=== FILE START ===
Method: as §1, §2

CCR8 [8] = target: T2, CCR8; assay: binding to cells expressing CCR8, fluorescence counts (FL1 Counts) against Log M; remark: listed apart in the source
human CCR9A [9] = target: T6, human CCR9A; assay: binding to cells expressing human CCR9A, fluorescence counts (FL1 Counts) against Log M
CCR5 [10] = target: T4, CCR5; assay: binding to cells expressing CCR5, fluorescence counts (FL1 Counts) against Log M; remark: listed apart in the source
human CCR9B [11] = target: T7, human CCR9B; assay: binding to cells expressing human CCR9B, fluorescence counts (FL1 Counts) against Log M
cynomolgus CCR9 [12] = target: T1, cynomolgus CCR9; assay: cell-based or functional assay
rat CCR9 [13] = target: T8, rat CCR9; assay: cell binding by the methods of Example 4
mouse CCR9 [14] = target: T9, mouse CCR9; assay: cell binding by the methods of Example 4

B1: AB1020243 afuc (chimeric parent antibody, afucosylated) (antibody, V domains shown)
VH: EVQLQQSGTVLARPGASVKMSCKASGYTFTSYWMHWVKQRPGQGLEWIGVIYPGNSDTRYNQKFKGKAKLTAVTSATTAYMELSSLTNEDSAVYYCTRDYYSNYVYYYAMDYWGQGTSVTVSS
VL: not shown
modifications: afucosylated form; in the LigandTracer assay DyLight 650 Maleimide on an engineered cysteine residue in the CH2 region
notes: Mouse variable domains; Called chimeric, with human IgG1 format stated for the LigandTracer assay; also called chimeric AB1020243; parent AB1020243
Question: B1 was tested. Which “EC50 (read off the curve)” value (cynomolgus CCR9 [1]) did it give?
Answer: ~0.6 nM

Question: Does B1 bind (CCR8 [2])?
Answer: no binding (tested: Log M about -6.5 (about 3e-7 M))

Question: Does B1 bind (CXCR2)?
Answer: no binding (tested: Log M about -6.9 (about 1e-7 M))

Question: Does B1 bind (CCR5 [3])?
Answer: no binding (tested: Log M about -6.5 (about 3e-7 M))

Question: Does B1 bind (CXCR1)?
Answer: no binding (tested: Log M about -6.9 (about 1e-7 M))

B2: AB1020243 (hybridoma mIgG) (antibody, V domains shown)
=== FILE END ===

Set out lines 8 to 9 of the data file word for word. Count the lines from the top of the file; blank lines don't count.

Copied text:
mouse CCR9 [14] = target: T9, mouse CCR9; assay: cell binding by the methods of Example 4

B1: AB1020243 afuc (chimeric parent antibody, afucosylated) (antibody, V domains shown)